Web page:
Biocapacity and earthshares

One of the most powerful uses of the ecological footprint approach is in the assessment of sustainability. By comparing the ecological footprint (demand on natural resources) with biocapacity (the available supply of natural resources) it is possible to assess the ecological sustainability of current consumption - if demand is greater than supply, the level of consumption is not sustainable.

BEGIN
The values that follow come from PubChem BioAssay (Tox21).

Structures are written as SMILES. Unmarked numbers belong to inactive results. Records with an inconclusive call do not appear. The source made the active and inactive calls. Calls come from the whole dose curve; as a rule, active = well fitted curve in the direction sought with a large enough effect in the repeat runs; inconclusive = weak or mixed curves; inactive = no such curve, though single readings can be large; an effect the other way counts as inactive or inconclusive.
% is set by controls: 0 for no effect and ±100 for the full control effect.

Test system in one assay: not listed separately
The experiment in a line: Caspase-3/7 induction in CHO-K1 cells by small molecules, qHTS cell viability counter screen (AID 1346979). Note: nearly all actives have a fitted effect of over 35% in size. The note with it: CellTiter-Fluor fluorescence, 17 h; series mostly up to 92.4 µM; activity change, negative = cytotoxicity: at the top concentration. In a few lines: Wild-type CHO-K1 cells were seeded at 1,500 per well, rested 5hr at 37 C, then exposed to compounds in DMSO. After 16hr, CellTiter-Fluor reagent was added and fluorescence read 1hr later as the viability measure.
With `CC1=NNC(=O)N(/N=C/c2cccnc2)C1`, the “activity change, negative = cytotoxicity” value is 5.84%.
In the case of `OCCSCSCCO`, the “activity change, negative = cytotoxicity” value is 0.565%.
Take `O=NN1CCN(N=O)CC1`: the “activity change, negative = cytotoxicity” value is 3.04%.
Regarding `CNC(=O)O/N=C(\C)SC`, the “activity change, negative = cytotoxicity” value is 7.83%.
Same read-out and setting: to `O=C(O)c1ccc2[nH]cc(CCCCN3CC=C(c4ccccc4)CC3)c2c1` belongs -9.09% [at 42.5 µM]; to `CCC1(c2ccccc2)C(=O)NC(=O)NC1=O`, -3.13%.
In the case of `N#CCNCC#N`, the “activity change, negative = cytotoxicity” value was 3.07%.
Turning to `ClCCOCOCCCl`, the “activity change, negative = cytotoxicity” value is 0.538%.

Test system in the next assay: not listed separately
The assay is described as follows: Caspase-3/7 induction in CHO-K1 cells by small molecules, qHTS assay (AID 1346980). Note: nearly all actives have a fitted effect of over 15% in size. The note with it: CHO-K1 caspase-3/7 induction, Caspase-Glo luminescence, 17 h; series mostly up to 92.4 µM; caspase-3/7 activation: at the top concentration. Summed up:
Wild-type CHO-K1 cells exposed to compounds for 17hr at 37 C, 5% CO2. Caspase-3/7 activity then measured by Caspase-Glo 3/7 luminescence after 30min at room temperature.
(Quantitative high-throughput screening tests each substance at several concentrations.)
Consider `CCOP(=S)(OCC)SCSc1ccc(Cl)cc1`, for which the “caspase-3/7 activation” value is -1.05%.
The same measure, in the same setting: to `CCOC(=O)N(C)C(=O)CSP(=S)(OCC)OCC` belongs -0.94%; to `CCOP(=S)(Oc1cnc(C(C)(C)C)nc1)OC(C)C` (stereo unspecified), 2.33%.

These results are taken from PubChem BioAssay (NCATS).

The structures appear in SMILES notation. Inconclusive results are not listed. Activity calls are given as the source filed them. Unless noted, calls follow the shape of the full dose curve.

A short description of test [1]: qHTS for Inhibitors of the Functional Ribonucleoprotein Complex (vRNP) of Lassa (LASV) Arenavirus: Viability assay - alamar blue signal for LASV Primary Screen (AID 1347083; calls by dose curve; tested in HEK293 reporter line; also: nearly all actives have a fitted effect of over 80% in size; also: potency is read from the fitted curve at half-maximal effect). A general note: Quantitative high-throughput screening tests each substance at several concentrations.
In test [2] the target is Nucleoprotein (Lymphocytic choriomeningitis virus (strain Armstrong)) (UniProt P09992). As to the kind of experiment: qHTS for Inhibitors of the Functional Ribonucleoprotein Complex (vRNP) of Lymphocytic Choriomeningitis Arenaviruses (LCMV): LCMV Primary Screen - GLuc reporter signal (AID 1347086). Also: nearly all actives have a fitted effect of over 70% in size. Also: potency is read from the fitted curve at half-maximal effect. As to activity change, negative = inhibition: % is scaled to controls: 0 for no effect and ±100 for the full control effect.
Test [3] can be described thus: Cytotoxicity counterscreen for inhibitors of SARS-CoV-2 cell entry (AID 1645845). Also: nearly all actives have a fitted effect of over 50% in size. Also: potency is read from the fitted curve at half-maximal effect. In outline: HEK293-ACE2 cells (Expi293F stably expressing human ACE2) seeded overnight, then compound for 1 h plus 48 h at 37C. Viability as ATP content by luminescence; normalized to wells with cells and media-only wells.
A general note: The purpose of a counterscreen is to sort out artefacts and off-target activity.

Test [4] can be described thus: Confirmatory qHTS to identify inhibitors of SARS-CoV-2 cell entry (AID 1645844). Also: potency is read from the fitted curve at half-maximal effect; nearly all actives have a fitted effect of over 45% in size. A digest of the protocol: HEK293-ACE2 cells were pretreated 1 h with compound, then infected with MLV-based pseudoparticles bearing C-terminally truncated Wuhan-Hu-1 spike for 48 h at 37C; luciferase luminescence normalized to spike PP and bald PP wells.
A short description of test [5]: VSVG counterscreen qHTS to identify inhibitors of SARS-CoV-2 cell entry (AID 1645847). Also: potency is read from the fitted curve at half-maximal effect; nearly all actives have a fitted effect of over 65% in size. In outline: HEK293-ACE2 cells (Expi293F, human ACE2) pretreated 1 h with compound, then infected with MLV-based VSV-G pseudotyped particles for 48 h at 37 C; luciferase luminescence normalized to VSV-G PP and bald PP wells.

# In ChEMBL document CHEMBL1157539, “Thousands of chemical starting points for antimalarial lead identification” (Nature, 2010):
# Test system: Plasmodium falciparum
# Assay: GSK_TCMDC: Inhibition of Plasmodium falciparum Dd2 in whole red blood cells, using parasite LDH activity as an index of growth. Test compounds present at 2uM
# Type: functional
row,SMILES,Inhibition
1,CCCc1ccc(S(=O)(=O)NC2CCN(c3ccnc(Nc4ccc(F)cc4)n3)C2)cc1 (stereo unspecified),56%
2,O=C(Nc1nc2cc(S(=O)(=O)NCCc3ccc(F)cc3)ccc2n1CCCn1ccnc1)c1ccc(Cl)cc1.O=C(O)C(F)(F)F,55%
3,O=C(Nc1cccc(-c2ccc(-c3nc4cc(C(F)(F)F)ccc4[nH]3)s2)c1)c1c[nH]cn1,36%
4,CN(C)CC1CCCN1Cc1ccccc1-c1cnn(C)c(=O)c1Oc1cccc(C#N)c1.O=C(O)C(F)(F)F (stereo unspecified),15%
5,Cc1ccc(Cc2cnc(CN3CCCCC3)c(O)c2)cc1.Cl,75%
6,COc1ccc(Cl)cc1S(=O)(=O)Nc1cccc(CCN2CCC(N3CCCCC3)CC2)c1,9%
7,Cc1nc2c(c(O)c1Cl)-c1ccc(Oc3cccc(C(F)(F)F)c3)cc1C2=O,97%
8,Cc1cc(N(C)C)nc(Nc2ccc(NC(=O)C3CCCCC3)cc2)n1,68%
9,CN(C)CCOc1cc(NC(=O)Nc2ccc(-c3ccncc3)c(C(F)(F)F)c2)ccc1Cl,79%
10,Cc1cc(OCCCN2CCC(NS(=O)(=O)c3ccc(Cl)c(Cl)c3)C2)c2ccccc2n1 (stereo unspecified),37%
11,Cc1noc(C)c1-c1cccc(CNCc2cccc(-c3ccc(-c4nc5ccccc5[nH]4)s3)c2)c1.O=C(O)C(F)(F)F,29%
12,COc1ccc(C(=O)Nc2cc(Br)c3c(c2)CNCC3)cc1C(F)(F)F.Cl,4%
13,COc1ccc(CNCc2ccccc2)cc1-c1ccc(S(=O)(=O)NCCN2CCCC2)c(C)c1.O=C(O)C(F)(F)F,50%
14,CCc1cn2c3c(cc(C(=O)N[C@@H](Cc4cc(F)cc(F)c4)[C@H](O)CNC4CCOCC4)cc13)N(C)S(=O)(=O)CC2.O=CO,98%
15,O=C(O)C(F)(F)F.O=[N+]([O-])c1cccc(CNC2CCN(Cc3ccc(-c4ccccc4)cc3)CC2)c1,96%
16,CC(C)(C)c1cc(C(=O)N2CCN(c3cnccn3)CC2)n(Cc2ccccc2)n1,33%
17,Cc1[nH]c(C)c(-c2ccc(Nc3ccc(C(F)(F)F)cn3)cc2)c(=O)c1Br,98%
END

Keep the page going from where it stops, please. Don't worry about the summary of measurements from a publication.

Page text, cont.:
Biocapacity can be expressed as local biocapacity or as global average biocapacity - the latter is referred to as the average earthshare. If everyone lived within their earthshare, this would give an environmentally sustainable human existence on earth. Earthshare is calculated by dividing the total amount of bioproductive land and sea on Earth by the current population. This gives the average amount of bioproductive land and sea available globally per person. The latest calculations estimate the earthshare to be 1.9 gha per person (Loh, 2002).